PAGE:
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RieslingPhoto: Deutsches Weininstitut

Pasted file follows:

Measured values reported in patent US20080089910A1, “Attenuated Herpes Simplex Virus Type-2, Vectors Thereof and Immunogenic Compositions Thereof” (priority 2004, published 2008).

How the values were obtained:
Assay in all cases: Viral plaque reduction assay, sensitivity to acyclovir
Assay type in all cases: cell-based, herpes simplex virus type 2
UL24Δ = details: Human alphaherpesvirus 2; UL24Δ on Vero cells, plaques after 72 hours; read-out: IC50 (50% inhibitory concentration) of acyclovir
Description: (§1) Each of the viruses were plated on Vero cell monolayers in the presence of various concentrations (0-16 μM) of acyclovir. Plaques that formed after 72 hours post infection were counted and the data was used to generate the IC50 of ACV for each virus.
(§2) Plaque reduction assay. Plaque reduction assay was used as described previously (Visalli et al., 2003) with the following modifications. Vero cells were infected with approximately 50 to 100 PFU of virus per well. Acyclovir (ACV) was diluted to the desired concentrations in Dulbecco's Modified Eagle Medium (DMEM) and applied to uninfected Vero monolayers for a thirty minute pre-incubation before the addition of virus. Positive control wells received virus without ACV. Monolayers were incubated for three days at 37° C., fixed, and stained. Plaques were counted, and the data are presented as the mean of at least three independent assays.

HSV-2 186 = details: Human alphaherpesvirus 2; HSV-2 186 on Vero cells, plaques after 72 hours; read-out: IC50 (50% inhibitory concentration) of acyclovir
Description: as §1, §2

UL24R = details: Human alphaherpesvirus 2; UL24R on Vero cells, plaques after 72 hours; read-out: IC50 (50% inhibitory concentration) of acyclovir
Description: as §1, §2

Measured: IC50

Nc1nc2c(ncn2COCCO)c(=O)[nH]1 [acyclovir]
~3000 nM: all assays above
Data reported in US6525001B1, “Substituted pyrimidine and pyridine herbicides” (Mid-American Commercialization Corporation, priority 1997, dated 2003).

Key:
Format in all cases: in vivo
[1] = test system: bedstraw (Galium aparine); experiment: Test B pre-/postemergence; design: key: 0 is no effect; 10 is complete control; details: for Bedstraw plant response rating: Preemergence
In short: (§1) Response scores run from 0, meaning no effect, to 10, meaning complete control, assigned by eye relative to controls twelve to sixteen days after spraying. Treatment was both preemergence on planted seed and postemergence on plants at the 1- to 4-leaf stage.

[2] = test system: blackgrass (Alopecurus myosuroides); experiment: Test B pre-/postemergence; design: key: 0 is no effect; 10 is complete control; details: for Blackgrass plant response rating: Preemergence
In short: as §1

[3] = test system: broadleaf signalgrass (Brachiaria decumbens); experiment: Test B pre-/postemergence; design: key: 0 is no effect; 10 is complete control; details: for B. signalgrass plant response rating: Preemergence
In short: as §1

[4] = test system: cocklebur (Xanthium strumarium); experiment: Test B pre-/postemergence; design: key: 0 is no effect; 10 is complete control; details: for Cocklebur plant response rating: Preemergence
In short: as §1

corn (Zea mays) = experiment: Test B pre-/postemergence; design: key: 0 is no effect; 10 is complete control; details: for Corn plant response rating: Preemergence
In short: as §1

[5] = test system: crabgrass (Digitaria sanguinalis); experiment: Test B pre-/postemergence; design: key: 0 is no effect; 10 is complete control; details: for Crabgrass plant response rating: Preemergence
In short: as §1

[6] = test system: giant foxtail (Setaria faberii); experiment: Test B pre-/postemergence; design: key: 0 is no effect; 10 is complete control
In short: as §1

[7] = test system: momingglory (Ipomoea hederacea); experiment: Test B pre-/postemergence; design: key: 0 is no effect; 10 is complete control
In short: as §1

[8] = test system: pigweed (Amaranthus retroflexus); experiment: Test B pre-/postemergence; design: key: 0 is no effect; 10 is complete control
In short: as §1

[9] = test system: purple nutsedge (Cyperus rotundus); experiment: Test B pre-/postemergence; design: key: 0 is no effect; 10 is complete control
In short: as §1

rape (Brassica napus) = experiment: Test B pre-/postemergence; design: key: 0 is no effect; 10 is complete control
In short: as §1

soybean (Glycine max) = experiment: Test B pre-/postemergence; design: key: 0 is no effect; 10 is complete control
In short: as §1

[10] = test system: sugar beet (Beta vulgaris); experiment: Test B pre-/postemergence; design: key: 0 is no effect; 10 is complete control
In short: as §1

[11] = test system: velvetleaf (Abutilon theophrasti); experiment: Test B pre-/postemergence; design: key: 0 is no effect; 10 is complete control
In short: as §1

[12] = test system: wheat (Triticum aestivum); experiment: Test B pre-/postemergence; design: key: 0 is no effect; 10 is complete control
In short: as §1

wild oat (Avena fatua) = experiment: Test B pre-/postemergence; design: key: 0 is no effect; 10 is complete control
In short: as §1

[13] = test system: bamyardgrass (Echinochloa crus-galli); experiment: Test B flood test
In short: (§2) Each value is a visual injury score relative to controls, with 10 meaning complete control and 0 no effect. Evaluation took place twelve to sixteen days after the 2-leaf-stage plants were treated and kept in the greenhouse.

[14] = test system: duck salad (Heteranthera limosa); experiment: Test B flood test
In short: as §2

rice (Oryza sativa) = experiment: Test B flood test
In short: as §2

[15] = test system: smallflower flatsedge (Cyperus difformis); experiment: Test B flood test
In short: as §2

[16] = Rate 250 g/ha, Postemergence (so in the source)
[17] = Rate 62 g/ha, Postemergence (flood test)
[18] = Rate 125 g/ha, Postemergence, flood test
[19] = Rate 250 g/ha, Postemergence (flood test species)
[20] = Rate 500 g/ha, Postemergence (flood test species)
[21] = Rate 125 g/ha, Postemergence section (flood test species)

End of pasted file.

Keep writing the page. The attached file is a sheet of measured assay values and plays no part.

Riesling. Riesling is considered the king of white wines. Hardly any other grape variety combines complex aromas with minerality, elegance and finesse to the same extent. Riesling was first mentioned in a document in 1435. The grape variety from the Upper Rhine, a natural cross (Traminer x Vitis vinifera subsp. sylvestris) x Heunisch was initially unable to establish itself on a large scale in German viticulture due to its low yields and late ripening. The decisive turning point came in 1787. The Elector of Trier, Clemens Wenzeslaus of Saxony, decreed that only “good vines” were to be cultivated in his domain. Some sources state that Wenzeslaus himself explicitly ordered the planting of Riesling. However, this is not correct. In the wording of the decree, there is only the request to eradicate a type of vine known as “rheinisch” within seven years. It is only in various implementing regulations to the decree that, among others, the grape variety Riesling is mentioned. Riesling prefers a cooler climate and therefore feels particularly at home in Germany. Almost a quarter of Germany's vineyards are planted with Riesling.